Goldman Sachs’s own hedge fund product  — like the now defunct Global Alpha — is generally reserved for the checkbooks of the investment bank’s wealth management clients. But not always.

For investors looking to get a piece of a Goldman hedge fund for a discount (and without having to actually be a Goldman private wealth customer) the investment bank is offering one of its commodity-focused hedge funds on a third party platform: CAIS.

CAIS Group, which opened its doors in 2009, already offers its customers an entree to brand name managers including John Paulson’s eponymous hedge fund, and Daniel Loeb’s Third Point.  The platform also includes John Thaler’s JAT Capital — one of 2011′s standout performers — on its shelf.

Goldman vs Goldman

By Jennifer Ablan and Matthew Goldstein

Goldman Sachs’s chief executive Lloyd Blankfein and his likely successor, Gary Cohn, issued a formal response today following a scathing op-ed in the New York Times from Greg Smith, who announced his resignation from the investment firm.

Smith, a banker who worked in Goldman’s equity derivatives group, asserted that several Goldman managing directors had referred to their own clients as “muppets.” In Britain, where Smith is based, “muppet” is used as a derogatory term to describe someone who is regarded as being ignorant.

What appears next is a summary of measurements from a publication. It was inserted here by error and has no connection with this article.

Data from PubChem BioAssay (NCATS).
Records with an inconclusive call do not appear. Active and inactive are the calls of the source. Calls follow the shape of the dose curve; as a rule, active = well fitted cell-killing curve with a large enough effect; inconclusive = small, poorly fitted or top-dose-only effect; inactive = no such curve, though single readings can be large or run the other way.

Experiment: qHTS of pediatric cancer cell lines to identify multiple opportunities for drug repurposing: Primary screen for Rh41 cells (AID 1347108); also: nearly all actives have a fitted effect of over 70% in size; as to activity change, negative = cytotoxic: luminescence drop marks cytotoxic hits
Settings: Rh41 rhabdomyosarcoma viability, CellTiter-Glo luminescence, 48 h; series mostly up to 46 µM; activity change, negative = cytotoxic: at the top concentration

You can read his list of complaints below.

For their part, Blankfein and Cohn wrote: “We were disappointed to read the assertions made by this individual that do not reflect our values, our culture and how the vast majority of people at Goldman Sachs think about the firm and the work it does on behalf of our clients.”

The Book of Goldman

View from Goldman Sachs office, Salt Lake City.

By Katya Wachtel and Lauren Tara LaCapra

Al Crutchfield, a 56-year-old cab driver who has spent most of his life in Salt Lake City, does not understand why so many Americans are angry at Goldman Sachs.

“Everyone seems to be so mad at them all the time, but I think it’s a good thing for Salt Lake that Goldman’s expanding here,” he said. “I drive lots of Goldman Sachs employees, so it’s good for my business, and their folks are really nice.”

Across America, and elsewhere, Goldman has often been the target of populist rage against Wall Street greed. But Al Crutchfield’s sentiment is not uncommon in this mountain city, where the investment bank has built up a cadre of back-office, technology, operations and research staff. It is now the investment bank’s fourth largest global operation, as Reuters reported Friday.

The taxman cometh for MF Global

By Matthew Goldstein

You can add the U.S. Internal Revenue Service to the long list of creditors and customers looking to get their money back from MF Global, the failed futures brokerage firm.

The IRS slapped a lien on what’s left of MF Global, seeking to recoup some $395,000 in unpaid taxes stemming from 2006 and 2007. The tax lien was filed with New York State’s division of corporations on Nov. 16, about three weeks after MF Global filed for bankruptcy.

The unpaid tax bill predates the period during which former New Jersey Governor Jon Corzine took over the helm of MF Global.

  •